An electroless cobalt plating bath was prepared as follows. To 300 ml of deionized water, 1.70 g succinic acid and 2.1 g potassium carbonate were added. The resulting solution was heated to 50° C. and mixed for 5 minutes until the evolution of carbon dioxide gas ceased. Then, 1.7 g ammonium sulfate and 2.9 g cobalt sulfate were added with mixing for 5 minutes while maintaining the solution at 50° C. to permit the cobalt to form a complex. Then, 0.5 g of dimethyl amine borane was added to the solution. The resulting plating composition exhibited good plating results when plated onto chemical vapor deposited (CVD) tungsten.
Preferably, the electroless plating process is run with a bath temperature of approximately 70° C. to achieve a high plating rate. To improve the stability of the plating bath when operating at such a temperature, from about 0.1 to about 0.5 g of EDTA ammonium salt was added to the bath. The EDTA ammonium salt chelating agent reduced the activity of the bath while maintaining the high plating rate. In addition, 0.1 ml of a 0.1% solution of PEG[2-[ethyl[(heptadecafluorooctyl)sulfonyl]amino]methyl ether was added to the bath. This surfactant helps to facilitate plating of high aspect ratio openings (e.g., trenches, contact openings, and interconnects) and to promote bottom up plating of cobalt in such openings.
It will be apparent to those skilled in the art that various changes may be made without departing from the scope of the invention which is not considered limited to what is described in the specification.
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|Citing Patent||Filing date||Publication date||Applicant||Title|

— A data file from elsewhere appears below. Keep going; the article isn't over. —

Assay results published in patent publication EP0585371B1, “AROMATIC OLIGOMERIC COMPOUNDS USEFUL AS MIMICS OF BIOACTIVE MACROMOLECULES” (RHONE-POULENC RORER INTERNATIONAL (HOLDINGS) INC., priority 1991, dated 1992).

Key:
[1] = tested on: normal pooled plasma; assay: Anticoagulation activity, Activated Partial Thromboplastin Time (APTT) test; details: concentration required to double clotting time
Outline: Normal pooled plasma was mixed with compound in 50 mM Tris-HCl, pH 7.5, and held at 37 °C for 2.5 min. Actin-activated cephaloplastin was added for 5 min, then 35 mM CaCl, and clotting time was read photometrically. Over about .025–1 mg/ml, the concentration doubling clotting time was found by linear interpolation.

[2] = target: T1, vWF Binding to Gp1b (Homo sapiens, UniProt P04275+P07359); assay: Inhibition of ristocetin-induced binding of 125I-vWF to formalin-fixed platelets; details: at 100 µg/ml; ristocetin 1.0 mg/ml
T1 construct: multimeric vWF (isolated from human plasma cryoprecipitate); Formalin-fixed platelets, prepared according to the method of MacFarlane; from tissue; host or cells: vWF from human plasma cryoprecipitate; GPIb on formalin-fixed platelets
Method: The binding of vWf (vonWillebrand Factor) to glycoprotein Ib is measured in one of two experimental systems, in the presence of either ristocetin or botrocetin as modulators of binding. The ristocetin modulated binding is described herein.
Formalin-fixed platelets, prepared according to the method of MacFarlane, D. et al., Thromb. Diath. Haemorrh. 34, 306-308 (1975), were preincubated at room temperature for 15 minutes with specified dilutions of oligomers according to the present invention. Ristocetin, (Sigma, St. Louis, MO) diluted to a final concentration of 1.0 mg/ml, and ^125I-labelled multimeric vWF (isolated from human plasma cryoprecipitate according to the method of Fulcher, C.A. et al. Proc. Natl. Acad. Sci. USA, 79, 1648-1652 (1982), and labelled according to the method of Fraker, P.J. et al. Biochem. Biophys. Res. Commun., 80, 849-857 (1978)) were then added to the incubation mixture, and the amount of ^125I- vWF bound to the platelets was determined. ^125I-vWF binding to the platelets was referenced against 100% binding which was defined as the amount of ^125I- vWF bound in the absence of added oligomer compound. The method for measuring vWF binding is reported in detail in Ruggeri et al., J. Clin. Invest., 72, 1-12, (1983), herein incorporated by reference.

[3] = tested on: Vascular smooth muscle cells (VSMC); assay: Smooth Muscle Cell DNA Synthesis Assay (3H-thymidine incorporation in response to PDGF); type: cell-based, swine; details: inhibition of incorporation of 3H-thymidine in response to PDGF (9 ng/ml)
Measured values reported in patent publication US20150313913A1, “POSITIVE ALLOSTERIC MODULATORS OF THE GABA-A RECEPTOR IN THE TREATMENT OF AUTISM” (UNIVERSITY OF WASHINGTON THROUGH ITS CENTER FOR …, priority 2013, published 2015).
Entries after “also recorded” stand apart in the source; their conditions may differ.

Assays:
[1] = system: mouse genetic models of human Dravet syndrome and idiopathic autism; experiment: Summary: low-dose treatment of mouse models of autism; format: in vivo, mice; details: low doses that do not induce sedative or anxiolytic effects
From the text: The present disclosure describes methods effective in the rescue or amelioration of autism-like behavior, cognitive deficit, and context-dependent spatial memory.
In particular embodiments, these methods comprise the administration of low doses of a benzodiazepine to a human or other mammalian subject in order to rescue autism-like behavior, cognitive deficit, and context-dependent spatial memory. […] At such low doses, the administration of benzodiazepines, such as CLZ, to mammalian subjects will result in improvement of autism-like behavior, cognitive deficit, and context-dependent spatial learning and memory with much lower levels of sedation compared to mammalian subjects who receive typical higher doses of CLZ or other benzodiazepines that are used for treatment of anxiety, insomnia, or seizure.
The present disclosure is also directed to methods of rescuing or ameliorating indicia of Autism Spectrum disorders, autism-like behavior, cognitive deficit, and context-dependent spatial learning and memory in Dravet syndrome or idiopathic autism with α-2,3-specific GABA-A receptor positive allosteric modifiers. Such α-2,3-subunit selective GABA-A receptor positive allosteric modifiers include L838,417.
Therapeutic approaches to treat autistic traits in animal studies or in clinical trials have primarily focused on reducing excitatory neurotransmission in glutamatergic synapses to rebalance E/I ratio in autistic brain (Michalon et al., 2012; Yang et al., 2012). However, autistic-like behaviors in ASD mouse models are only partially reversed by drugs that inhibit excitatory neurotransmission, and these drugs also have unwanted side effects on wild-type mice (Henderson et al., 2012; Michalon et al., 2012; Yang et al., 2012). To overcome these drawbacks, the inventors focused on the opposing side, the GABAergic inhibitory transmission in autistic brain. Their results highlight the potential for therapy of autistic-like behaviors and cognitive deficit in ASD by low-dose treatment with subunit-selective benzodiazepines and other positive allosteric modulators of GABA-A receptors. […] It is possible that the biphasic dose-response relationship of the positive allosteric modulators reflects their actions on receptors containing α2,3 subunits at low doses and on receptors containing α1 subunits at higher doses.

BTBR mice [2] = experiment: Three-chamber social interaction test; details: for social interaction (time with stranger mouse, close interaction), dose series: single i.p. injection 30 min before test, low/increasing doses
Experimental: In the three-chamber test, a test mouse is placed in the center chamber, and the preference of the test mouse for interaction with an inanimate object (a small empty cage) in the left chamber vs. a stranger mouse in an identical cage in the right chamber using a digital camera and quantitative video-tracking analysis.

|US7875110 *||Feb 16, 2010||Jan 25, 2011||Micron Technology, Inc.||Electroless plating bath composition and method of use|
|US20100144144 *||Feb 16, 2010||Jun 10, 2010||Klein Rita J||Electroless plating bath composition and method of use|
|U.S. Classification||106/1.22, 106/1.27|
|Cooperative Classification||C23C18/1608, C23C18/34|
|European Classification||C23C18/16B2D2, C23C18/34|
|Jul 13, 2005||AS||Assignment|
Owner name: MICRON TECHNOLOGY, INC., IDAHO
Free format text: ASSIGNMENT OF ASSIGNORS INTEREST;ASSIGNORS:KLEIN, RITA J.;REGNER, III, ADAM J.;REEL/FRAME:016255/0537;SIGNING DATES FROM 20050621 TO 20050622
Owner name: MICRON TECHNOLOGY, INC.,IDAHO
Free format text: ASSIGNMENT OF ASSIGNORS INTEREST;ASSIGNORS:KLEIN, RITA J.;REGNER, III, ADAM J.;SIGNING DATES FROM 20050621 TO 20050622;REEL/FRAME:016255/0537
|Jun 1, 2010||CC||Certificate of correction|
|Sep 4, 2013||FPAY||Fee payment|
Year of fee payment: 4
|May 12, 2016||AS||Assignment|
Owner name: U.S. BANK NATIONAL ASSOCIATION, AS COLLATERAL AGEN
Free format text: SECURITY INTEREST;ASSIGNOR:MICRON TECHNOLOGY, INC.;REEL/FRAME:038669/0001
Effective date: 20160426
|Jun 2, 2016||AS||Assignment|
Owner name: MORGAN STANLEY SENIOR FUNDING, INC., AS COLLATERAL
Free format text: PATENT SECURITY AGREEMENT;ASSIGNOR:MICRON TECHNOLOGY, INC.;REEL/FRAME:038954/0001
Effective date: 20160426